GovLove is a podcast about the people, policies and profession of local government. From Mayors and City Managers to interns and everyone in between, we interview the people making a difference in their communities to learn about the great work being done at the local level. GovLove is brought to you by Engaging Local Government Leaders (ELGL).
Local Government Engagement with Warren Kagarise, King County, WA
Better engaging residents. Warren Kagarise, Digital Engagement Manager for the King County, Washington, returned to the podcast to talk about engagement strategies in local government. He shared the pros and cons of working full-time remote, how local governments can better engage their residents, and what he hopes to accomplish on the ELGL Board of Directors.
Host: Alyssa Dinberg
Managing Phoenix with Jeff Barton, Phoenix, AZ
Leading the largest council-manager government. Jeff Barton, City Manager for the City of Phoenix, Arizona, joined the podcast to talk about his first year on the job as a City Manager. He discussed his career path with the City, which began as an Auditor, and how he advanced in the organization. He also shared the work behind a City Manager's dashboard, the City's new bond program, and shaping organizational culture.
Host: Ben Kittelson
Advancing Data in Local Government with Ruth Puttick, Lauren Su, & Lisa Mae Fiedler
Improving data-driven efforts. Three guests joined the podcast to discuss their research and insight into the advancement of data in local government. They shared their new definition of data-driven local government and the methodology of their research. Ruth Puttick is a Senior Policy Advisor for the Open Innovation Team. Lauren Su is the Director of Certification for What Works Cities. Lisa Mae Fiedler is the Acting Manager of Data and Analytics at the Metropolitan Transportation Authority.
Host: Toney Thompson
From Librarian to City Manager with Abigail Elder, Hood River, OR
Books to Boardroom. Abigail Elder, City Manager for the City of Hood River, Oregon, joined the podcast to talk about her first year on the job as a City Manager. She detailed her career path in local government, which started as a librarian. She also shared what she is working on including affordable housing, improving infrastructure, and homelessness.
Host: Ben Kittelson
Reducing Crime in Danville, VA with Chief Scott Booth and Robert David
Bigger than black and blue. Two guests joined the podcast to talk about how the City of Danville, Virginia has worked to reduce violent crime. Scott Booth, Chief of Police, and Robert David, Youth and Gang Violence Coordinator, discussed the challenges Danville faced when they came to the City, engaging with the community, and the reforms and initiatives they implemented. They shared the City's approach to community policing and Project Imagine, an intervention program for at-risk and gang affiliated youth.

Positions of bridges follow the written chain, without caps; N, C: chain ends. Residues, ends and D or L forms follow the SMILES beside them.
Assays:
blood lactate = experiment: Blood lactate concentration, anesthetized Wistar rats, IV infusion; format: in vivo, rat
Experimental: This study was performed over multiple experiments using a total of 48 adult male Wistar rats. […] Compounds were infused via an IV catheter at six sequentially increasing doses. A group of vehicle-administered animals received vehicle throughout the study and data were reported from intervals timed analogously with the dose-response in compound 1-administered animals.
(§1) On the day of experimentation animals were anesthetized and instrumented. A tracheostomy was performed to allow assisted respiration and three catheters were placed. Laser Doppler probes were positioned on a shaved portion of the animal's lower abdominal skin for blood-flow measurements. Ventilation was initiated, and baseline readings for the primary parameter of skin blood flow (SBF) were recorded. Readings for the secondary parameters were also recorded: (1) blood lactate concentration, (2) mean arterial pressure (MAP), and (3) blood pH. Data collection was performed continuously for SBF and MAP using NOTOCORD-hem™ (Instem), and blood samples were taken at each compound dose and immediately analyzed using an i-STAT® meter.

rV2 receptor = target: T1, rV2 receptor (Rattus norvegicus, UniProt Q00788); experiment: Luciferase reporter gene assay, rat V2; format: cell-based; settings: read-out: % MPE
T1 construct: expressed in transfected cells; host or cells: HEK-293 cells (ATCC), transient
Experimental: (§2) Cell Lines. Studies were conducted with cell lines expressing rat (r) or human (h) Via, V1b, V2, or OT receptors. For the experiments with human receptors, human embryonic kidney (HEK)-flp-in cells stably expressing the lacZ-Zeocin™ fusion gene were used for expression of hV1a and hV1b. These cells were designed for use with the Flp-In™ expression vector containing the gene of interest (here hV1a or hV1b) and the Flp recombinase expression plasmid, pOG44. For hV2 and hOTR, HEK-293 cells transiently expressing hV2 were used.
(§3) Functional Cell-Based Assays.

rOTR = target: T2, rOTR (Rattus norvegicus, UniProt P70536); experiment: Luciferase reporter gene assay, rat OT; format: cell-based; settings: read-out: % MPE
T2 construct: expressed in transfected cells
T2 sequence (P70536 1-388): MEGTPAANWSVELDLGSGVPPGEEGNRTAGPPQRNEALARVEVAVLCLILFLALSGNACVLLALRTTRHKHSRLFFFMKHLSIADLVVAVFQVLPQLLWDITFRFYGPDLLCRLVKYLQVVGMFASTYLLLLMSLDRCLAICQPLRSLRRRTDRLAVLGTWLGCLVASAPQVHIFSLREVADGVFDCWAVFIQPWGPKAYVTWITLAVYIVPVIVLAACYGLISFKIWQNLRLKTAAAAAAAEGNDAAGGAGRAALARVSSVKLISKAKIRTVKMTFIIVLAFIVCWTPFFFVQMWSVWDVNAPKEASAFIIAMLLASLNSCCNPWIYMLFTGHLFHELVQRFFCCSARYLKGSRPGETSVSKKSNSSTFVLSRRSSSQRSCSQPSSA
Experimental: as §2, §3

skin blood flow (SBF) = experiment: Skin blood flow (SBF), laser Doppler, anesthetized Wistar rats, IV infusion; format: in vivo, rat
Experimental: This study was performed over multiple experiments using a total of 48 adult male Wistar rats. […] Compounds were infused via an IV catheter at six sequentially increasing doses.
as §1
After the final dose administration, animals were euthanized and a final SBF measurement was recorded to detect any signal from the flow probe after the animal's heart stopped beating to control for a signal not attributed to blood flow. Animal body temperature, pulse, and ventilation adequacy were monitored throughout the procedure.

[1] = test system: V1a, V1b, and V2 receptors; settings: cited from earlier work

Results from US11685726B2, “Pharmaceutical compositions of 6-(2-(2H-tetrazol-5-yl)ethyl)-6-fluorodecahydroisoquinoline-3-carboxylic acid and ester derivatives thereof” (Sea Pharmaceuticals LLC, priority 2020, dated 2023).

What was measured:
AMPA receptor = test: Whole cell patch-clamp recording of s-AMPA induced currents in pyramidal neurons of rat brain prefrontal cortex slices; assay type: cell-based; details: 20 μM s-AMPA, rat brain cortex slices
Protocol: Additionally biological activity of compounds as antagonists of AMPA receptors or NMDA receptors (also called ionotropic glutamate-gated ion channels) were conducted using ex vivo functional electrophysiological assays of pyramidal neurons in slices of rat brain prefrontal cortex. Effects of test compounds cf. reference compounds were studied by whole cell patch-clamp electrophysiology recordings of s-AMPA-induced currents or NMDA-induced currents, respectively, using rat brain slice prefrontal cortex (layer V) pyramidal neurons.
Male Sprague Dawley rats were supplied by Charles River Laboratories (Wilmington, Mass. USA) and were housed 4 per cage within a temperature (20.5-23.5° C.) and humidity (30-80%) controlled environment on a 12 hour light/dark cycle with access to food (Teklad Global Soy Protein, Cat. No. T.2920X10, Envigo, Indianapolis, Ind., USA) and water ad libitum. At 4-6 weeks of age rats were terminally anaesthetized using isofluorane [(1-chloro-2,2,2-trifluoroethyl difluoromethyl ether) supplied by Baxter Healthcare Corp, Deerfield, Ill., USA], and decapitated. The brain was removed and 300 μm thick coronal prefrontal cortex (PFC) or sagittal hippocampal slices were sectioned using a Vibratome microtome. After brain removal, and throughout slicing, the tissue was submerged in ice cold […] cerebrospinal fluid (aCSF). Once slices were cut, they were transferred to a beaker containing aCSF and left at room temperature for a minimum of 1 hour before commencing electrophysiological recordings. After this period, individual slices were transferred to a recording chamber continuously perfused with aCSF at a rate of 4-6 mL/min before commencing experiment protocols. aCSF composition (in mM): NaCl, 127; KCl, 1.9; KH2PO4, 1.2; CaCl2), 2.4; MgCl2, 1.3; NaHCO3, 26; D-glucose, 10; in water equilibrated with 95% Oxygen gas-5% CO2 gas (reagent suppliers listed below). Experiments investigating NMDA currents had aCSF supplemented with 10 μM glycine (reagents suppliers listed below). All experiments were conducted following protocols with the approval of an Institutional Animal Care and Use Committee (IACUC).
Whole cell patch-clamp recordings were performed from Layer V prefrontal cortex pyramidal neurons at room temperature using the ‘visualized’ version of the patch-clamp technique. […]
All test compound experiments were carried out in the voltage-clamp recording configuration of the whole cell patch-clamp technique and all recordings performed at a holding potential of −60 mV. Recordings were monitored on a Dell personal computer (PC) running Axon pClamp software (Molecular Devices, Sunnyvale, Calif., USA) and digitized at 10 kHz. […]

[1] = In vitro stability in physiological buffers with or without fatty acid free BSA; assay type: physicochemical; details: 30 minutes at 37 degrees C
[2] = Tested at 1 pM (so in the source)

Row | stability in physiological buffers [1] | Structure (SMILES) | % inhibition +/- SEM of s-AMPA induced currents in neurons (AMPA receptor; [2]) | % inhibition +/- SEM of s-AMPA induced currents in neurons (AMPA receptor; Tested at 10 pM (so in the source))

Host: Ben Kittelson
Recruitment for Local Government Careers with Hannah Lipman and Moses Amidei
Two guests joined the podcast to talk about recruiting for local government. Hannah Lipman, the Assistant Village Manager for the Village of Tinley Park, IL, and Moses Amidei, Village Administrator for the Village of Forest Park, IL, discussed how they are working with the Illinois City County Manager Association to create marketing materials to promote and recruit potential applicants to local government.
Host: Dan Bolin
As a new professional as a city administrator, I’ve found this podcast to be incredibly helpful, with great speakers. Perfect for my commute to work !
Stop w/the long lightning rounds pls
Many of the topics have shared pertinent info, but I question why so much time is spent on the long winded multiple question lightning rounds. I believe the meat of the topics often times is a long wait, and the lightning rounds lead onto longer discussions that are often awkward and not pertinent.
I’ve been exposed to a lot of good information via this podcast. I’m a council member in a small city, and this is a great resource to expand the professionals, and their thinking, that I’m exposed to. That said, the interviewers could sometimes ask more critical questions. For example, a recent guest posited that adjoining use conflicts could be better resolved by one-on-one arbitration by planners, or civil litigation between the parties, rather than preemptive but sometimes-blunt traditional zoning. While there’s much to critique about zoning, the interviewer really should have called them out on that one. Sometimes a guest has something of relevance to me, sometimes not, but it is often enough I keep coming back.